September 30, 1929 - October 2, 2021
Priscilla “Pris” Frost Milliman, 92, played her “last tennis match” on October 3, 2021, while residing at the Village in Gainesville, Florida. She was born on September 30, 1929 to Priscilla and John Frost in Pasadena, California. She always considered herself a Californian but loved living in Gainesville which was her home for over 46 years. Starting at an early age, Priscilla had a number of interesting experiences while residing first in Pennsylvania (from ages two to six), and then returning to Pasadena. Her highly eccentric (but loving) mother, an avid equestrian, occasionally brought a horse into the family kitchen; took Priscilla to the Santa Anita racetrack to see the famous racehorse Seabiscuit; and was one the very few registered Democrats in their overwhelmingly Republican precinct in Pasadena. With Hollywood nearby, Priscilla also saw, and sometimes met, several well-known movie stars (such as Groucho Marx, Frank Sinatra and especially a very young but irritated Elizabeth Taylor, the latter who lost a dental appointment when Priscilla required emergency surgery for an infected tooth). But she also faced severe personal challenges. Her father died when she was seven; brother Bill, flying an RAF Spitfire, was shot down by German fighters over the English Channel three months prior to Pearl Harbor, and was subsequently provided free room and board for most of the war in Stalag Luft 3, courtesy of the Third Reich; and brother John, on the other side of the planet, participated in the Philippine’s landings. For Priscilla, coming home from school every day meant confronting the possibility that an official telegram had arrived at their house, bearing news that was unspeakable. Following the end of WWII, Priscilla graduated from Westridge School for Girls in 1947 and played on its tennis team which became her favorite lifelong sport. She then graduated from UCLA with a degree in Political Science in 1952. During her senior year she met Jerome “Jerry” Milliman and they were married on November 26, 1952 in Tallahassee, Florida. She worked as a secretary for prominent attorney Leroy Collins, who later became governor of Florida, and in this position she encountered systematic racism. In part through her efforts, several “Jim Crow” practices were modified or eliminated from this law office. She later strongly impressed upon her children the need for equality of people and ethical behavior. She had three boys, Scott and John who were born in Tallahassee and Jim who was born in Bloomington, Indiana. Along with Jerry, who was a Professor of Economics, the family lived in Tallahassee, Los Angeles, and then – from 1959 to 1970 (with a one-year sabbatical in Washington, D.C.) -- in Bloomington, Indiana. While in Indiana, Priscilla had many close friends, was active in the community and was an accomplished tennis player. After returning in 1970 for four years to California she and Jerry made their final move to Gainesville in 1974. Priscilla was an avid and accomplished tennis player as evidenced by her numerous tennis trophies, many of which were won while she was a member of the 300 club, and she played into her 80s. She rooted passionately for Pete Sampras and the Lady Gators tennis team. She also loved to walk in her Suburban Heights neighborhood with her close friends and even well into her seventies it was maddeningly difficult at times for her sons to keep up with her pace. She enjoyed attending many other UF sporting events, including the Gators women’s volleyball games. Priscilla worked for HR Block and was a devoted mother to her son Jim who grew up in Gainesville as well as to many of his friends while they played basketball and swam in the pool at their house. She had many close friends in Gainesville through her associations such as with the Unitarian Church, the 300 club, the Village, and volunteering. Priscilla and Jerry made many memorable trips in the U.S., Mexico (to visit her brother John), and to Europe, including to her sentimentally favorite country, England. (Always an Anglophile, the songs “Rule Britannia” and “There Will Always be an England” were personal favorites.) While in London she visited the memorial honoring the Americans in the RAF “Eagle” squadron (which included her brother Bill, as alluded to earlier). Later in life she was an incredibly devoted in helping her husband Jerry deal with his physical challenges. When her sons came home to visit, she made them all feel like special returning heroes. She was a great listener who always made others feel comfortable; had a funny sense of humor; but was also a wicked player of double solitaire (following in the footsteps of her mother). Her competitive instincts in both tennis and cards were legendary (which for good or bad, were instilled in her children). She also loved dogs (again, a trait passed down from her mother). She was a special grandmother to all of her grandchildren. We are very grateful for all of her friends who visited and supported Priscilla while she was at the Village with special appreciation, among others, to Karen Young. Priscilla is predeceased by her husband, Jerry, and her brothers Bill and John. She is survived by her sons, Scott (Ellen), John (Lynda), and Jim and grandchildren: Jenna, Jeff, Darby, Emma, Jaden, and Jonathon. A celebration of life will likely be held in late December in Gainesville; details will be provided at a later time. In lieu of flowers, donations may be made to the Suncoast Basset Rescue, Inc. or to the Alzheimer’s Association.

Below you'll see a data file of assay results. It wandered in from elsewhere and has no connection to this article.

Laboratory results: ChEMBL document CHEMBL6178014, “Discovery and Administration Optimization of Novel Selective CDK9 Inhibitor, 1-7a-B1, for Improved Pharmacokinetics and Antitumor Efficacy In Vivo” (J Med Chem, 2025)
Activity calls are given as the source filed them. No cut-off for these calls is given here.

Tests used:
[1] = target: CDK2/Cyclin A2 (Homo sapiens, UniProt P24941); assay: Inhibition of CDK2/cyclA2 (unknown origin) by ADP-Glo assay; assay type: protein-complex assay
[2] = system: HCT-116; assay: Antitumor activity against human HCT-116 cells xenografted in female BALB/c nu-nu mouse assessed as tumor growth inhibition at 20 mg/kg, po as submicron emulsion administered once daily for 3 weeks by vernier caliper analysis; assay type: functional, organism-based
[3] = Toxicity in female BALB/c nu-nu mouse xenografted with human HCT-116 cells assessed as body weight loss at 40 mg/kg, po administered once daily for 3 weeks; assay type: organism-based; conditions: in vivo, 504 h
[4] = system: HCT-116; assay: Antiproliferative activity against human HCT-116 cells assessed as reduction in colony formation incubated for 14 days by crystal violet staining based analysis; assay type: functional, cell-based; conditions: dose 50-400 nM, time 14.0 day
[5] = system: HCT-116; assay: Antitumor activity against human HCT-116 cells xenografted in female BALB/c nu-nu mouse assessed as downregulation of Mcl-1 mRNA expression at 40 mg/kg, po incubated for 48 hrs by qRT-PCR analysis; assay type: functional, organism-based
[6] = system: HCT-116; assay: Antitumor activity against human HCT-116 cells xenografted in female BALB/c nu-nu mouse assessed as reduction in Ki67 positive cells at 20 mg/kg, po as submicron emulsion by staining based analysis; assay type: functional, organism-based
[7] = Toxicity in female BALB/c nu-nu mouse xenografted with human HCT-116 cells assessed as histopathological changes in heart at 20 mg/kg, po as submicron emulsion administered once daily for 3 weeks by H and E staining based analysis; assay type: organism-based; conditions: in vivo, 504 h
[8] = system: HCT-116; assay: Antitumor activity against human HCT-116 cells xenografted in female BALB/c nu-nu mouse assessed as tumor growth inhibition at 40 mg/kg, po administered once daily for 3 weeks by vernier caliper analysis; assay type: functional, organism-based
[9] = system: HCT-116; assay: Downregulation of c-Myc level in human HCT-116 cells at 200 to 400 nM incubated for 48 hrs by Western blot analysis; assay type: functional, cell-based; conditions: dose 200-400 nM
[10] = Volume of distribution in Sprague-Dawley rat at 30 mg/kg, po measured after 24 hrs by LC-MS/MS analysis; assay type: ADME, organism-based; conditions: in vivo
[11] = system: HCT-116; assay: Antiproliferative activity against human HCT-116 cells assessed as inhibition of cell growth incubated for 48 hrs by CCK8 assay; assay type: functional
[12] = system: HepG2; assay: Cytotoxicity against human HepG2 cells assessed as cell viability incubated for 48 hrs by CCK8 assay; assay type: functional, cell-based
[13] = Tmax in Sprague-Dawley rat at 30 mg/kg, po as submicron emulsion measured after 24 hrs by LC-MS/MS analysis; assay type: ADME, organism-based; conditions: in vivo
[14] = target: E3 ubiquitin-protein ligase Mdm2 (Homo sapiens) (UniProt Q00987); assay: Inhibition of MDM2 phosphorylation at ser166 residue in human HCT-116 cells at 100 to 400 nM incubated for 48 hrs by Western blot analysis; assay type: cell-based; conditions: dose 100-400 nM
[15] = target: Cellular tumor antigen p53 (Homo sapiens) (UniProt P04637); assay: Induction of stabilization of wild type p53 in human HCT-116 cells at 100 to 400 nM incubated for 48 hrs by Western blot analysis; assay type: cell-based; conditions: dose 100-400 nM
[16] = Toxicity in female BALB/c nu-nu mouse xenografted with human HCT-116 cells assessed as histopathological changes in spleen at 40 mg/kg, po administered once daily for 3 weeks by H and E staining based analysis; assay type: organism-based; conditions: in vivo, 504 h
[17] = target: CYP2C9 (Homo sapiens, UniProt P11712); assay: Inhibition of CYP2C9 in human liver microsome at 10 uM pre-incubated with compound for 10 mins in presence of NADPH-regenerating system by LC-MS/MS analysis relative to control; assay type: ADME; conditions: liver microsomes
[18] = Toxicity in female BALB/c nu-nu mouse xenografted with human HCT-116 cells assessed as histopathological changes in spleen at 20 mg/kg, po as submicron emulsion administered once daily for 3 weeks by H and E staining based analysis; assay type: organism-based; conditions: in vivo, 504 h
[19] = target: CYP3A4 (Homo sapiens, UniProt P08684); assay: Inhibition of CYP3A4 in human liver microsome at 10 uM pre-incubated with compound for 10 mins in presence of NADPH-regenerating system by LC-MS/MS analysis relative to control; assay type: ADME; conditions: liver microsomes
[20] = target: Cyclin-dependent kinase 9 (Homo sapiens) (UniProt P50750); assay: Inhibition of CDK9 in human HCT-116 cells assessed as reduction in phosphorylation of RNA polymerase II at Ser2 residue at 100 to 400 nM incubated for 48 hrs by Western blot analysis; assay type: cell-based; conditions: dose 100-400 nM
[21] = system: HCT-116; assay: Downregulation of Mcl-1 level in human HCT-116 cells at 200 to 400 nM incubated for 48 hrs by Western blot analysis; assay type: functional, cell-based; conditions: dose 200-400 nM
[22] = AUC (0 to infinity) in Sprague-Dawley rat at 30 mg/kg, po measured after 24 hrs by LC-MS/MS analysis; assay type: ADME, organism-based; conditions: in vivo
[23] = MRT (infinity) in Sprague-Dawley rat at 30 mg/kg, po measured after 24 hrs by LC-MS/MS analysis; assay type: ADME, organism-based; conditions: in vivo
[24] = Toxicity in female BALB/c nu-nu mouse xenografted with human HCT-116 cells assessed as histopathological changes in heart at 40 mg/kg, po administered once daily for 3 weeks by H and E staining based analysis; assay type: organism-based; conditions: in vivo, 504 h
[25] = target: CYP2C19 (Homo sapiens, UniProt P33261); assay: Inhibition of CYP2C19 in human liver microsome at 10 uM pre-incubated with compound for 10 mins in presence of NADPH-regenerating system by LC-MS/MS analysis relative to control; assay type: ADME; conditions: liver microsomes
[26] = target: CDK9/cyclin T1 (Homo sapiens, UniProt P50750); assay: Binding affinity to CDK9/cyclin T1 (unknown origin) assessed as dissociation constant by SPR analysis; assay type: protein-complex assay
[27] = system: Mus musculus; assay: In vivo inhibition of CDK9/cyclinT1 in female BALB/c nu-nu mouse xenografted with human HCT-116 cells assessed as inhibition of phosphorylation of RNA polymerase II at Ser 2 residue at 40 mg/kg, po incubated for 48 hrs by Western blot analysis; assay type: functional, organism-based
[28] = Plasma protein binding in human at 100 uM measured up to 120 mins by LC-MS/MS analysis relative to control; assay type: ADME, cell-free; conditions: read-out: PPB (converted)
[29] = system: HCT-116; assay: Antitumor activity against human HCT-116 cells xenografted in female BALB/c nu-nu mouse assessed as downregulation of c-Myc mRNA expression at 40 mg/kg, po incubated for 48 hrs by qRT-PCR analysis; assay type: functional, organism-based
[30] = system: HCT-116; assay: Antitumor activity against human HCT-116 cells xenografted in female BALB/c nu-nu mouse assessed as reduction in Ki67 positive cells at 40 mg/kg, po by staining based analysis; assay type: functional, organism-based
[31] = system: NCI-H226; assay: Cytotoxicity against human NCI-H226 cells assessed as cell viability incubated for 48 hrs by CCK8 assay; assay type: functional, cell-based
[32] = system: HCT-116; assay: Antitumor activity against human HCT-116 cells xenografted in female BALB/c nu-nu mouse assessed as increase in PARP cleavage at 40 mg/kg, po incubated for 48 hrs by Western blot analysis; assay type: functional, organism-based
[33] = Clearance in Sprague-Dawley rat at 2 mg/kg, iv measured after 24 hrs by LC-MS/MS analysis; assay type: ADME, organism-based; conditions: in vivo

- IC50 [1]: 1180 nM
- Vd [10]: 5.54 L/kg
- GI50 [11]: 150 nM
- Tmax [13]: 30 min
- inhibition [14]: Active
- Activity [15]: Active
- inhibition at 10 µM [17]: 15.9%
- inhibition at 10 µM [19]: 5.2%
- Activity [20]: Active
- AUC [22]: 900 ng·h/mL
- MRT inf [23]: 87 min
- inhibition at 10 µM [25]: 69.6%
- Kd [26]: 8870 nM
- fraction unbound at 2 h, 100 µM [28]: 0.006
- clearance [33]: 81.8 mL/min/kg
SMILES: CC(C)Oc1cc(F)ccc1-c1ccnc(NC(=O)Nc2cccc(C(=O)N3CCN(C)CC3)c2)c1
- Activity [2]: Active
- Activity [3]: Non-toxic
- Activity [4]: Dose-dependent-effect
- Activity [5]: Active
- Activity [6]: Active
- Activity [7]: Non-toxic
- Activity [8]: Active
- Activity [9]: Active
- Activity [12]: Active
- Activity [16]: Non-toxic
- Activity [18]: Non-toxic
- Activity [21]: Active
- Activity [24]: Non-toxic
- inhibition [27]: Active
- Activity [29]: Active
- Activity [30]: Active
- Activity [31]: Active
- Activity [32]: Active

Priscilla “Pris” Frost Milliman, 92, played her “last tennis match” on October 3, 2021, while residing at the Village in Gainesville, Florida. She was born on September 30, 1929 to Priscilla and John Frost in Pasadena,... View Obituary & Service Information
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